According to the release, on 18 April 2012, this gang of six people led by VD Goyal raided the house of Dr Mohan Pandey in Saharanpur, Uttar Pradesh. The gang claimed that they were from Office of the CII, Lucknow and also submitted a letter (which turned out to be fake as their ID cards) issued by the Commissioner of Income Tax, Zone-2, Lucknow to the SSP, Saharanpur and got allotted police force for the raid.
Mr Goyal, who may be an ex-employee of the I-T department, appeared to be well-versed with the procedures and laws related with search and raids. He and his gang took away Rs11.1 lakh from Dr Pandey and also demanded a bribe to close the case.
Meanwhile, after receiving an anonymous call regarding the fake raid, Dr Pandey filed a first information report (FIR) with the police, who then arrested two members of the gang and also the driver of the doctor. However, there is no trace of either Mr Goyal or other members of his gang.
Requesting all I-T offices to circulate the photograph and information about the master-mind of the gang, the joint commissioner has said that it believes that this so-called VD Goyal, directly or indirectly belongs to the I-T department as he was well-versed with the procedures and law of search. “He may be a terminated or suspended employee of this department. To save the respect of our department, it is requested that if any officer/official know about identity/name of this fraud man it may be immediately conveyed to Income Tax Office, Saharanpur,” the joint commissioner said in the release.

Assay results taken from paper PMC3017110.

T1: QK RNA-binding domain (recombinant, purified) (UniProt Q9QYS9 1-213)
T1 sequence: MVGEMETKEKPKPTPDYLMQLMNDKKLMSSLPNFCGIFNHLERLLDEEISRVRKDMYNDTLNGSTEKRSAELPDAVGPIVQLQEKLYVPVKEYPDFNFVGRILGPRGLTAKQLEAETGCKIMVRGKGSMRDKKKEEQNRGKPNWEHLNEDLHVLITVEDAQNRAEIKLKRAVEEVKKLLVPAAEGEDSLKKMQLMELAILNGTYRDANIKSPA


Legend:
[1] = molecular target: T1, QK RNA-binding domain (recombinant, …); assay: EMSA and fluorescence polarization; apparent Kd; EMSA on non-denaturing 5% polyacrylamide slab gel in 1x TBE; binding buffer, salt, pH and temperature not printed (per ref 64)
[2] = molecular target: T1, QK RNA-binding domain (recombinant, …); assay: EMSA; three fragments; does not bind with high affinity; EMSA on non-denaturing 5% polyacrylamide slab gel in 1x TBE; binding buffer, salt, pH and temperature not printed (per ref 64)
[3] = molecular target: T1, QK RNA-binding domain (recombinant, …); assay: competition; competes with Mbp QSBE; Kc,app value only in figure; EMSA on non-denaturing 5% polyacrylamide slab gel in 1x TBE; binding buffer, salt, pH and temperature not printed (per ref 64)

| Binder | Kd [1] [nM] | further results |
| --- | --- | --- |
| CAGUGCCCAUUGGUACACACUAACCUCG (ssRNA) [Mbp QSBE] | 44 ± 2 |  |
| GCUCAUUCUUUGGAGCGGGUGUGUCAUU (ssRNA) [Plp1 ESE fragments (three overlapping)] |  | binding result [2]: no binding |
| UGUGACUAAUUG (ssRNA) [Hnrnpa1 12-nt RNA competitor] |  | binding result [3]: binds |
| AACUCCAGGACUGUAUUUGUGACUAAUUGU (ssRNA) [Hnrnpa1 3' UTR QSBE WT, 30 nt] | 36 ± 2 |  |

The issue of fake currency notes coming out of ATMs is very real. What can be done? Here are some suggestions
Most ATMs (Automatic Teller Machines) in India simply dispense cash, but increasingly are being readied for a host of other functions and capabilities, so the risk increases. According to the Reserve Bank of India (RBI) the ATM machines should:
Is this objective met? Not really.
There are two broad ways in which currency notes are stuffed into ATMs in India. One, by the bank staff themselves, usually for the 'onsite' machines. Two, by specific agencies which do the stuffing- often as common carriers for multiple banks. I have worked in many aspects of the ATM industry and my sources tell me:
1) None of the banks in India, currency chests or agencies have facilities for 100% verification at all stages of currency notes headed for ATMs-except for some very specific marked ATMs which are located in VVIP locations. Yes, this is being corrected, but the speed of growth of ATMs is also high.
2) The chances of genuine cash sent by the banks directly from the cash chest/teller being swapped for counterfeit notes is not so high for onsite ATMs. However, it does exist as a higher risk for off-site ATMs, as well as for ATMs stuffed by agencies. The arrival of 'white' ATMs will further muddy the waters.